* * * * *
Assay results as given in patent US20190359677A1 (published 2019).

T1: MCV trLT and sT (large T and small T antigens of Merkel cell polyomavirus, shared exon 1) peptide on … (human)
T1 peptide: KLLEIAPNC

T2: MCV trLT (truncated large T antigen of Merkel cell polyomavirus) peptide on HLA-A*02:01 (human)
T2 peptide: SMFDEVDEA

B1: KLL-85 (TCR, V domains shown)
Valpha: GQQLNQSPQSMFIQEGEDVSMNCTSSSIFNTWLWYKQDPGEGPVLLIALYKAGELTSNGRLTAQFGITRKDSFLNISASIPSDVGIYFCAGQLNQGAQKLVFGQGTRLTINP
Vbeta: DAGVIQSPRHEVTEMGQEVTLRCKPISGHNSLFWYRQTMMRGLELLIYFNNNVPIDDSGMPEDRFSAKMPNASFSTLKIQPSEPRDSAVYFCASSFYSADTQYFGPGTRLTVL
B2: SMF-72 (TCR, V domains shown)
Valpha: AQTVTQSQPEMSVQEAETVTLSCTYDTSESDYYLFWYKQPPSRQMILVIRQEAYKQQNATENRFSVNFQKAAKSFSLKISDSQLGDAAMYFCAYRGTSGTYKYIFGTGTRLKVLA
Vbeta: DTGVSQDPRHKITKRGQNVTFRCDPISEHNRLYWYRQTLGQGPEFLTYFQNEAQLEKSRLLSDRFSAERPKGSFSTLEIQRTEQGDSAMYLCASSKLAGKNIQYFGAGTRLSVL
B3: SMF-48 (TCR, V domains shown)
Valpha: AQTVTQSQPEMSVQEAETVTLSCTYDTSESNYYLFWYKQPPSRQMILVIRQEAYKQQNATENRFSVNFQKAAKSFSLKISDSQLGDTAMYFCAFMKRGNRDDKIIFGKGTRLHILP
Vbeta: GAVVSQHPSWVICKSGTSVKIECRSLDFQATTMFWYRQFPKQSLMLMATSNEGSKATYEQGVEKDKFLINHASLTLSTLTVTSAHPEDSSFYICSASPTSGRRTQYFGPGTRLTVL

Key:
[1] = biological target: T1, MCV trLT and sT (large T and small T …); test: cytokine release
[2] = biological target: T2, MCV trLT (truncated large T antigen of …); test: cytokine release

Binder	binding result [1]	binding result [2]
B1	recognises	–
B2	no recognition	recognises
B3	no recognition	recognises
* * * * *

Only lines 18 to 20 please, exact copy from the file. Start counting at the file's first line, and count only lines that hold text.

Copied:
Binder	binding result [1]	binding result [2]
B1	recognises	–
B2	no recognition	recognises